Purdue University researchers have engineered flying robots that behave like hummingbird, trained by machine learning algorithms based on various techniques the bird uses naturally every day.
This means that after learning from a simulation, the robot “knows” how to move around on its own like a hummingbird would, such as discerning when to perform an escape maneuver.
Artificial intelligence, combined with flexible flapping wings, also allows the robot to teach itself new tricks. “The robot can essentially create a map without seeing its surroundings. This could be helpful in a situation when the robot might be searching for victims in a dark place.
Deng’s group and her collaborators studied hummingbirds themselves for multiple summers in Montana. They documented key hummingbird maneuvers, such as making a rapid 180-degree turn, and translated them to computer algorithms that the robot could learn from when hooked up to a simulation.
The robots could fly silently just as a real hummingbird does, making them more ideal for covert operations. And they stay steady through turbulence, which the researchers demonstrated by testing the dynamically scaled wings in an oil tank.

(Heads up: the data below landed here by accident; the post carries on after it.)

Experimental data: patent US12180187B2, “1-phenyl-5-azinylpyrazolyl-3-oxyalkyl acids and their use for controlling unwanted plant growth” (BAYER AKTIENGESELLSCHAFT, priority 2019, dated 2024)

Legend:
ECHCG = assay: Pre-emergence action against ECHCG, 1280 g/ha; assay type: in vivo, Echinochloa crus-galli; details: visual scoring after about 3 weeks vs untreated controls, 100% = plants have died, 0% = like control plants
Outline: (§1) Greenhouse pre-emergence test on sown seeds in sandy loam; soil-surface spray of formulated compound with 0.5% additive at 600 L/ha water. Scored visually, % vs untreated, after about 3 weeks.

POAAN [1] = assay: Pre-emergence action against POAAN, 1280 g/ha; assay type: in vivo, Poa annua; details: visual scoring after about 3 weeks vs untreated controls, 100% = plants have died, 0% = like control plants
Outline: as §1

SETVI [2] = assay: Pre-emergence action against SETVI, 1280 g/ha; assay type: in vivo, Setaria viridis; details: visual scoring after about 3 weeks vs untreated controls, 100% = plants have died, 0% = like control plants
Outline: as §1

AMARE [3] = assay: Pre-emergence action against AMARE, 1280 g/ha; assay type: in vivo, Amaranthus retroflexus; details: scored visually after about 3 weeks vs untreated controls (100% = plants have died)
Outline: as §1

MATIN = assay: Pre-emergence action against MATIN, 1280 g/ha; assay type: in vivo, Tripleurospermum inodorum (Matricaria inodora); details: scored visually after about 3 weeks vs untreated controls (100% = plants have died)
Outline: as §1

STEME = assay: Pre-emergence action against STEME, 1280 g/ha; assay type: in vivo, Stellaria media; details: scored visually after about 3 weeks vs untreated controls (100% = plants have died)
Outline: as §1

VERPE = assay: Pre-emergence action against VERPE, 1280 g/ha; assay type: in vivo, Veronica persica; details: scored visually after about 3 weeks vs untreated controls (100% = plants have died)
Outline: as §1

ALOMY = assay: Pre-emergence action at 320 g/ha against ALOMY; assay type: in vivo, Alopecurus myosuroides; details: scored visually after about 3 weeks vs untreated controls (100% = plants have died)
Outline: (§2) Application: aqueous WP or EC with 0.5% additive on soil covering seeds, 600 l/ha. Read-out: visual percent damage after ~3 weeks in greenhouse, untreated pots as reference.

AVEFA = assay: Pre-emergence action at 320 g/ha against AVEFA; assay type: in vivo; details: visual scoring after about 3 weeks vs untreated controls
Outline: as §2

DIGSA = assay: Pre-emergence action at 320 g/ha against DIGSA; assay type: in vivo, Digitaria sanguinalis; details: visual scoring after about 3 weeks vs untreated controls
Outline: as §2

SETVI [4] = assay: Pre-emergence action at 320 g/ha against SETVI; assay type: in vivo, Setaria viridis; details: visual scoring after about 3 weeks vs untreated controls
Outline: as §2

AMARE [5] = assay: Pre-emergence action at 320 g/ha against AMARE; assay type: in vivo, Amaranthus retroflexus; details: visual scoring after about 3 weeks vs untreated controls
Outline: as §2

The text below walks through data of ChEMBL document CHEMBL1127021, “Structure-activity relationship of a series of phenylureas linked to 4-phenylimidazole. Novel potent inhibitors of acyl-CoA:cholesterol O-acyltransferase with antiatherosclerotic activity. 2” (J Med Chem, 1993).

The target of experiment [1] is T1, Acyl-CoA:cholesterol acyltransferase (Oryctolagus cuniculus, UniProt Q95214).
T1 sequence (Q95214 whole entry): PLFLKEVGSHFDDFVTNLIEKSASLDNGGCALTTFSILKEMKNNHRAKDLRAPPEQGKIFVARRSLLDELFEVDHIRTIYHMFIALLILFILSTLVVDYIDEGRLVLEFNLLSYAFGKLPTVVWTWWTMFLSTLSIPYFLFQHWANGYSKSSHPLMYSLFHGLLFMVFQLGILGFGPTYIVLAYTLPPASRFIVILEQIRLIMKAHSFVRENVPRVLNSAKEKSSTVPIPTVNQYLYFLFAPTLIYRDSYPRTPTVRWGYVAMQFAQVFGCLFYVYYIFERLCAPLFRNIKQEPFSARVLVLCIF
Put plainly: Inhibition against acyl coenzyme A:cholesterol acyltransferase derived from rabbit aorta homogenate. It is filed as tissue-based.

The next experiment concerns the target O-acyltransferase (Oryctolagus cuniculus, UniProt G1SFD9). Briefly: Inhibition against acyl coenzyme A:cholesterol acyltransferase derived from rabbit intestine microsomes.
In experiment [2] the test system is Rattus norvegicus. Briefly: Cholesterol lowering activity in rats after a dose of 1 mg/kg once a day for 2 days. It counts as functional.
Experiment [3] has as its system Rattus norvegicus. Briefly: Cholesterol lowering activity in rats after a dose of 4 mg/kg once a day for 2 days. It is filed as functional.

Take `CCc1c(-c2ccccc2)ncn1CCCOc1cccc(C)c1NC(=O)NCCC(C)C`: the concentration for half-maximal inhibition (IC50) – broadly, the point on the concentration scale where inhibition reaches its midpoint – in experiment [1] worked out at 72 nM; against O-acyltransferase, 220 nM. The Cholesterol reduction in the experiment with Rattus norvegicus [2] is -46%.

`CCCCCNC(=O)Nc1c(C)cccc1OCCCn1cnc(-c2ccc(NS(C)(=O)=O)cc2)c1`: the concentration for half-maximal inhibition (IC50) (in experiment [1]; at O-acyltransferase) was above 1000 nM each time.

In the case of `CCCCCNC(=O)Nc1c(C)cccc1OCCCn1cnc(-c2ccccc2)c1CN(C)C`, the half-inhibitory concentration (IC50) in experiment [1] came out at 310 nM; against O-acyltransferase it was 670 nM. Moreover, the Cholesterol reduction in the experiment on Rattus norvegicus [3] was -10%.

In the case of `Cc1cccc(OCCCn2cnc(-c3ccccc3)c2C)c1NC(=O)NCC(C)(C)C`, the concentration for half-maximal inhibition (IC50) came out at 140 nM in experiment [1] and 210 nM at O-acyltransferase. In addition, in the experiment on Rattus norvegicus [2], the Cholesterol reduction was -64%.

The robot requires only two motors and can control each wing independently of the other, which is how flying animals perform highly agile maneuvers in nature.
“An actual hummingbird has multiple groups of muscles to do power and steering strokes, but a robot should be as light as possible, so that you have maximum performance on minimal weight,” Deng said.
Robotic hummingbirds wouldn’t only help with search-and-rescue missions, but also allow biologists to more reliably study hummingbirds in their natural environment through the senses of a realistic robot.
The researchers will present their work on May 20 at the 2019 IEEE International Conference on Robotics and Automation in Montreal.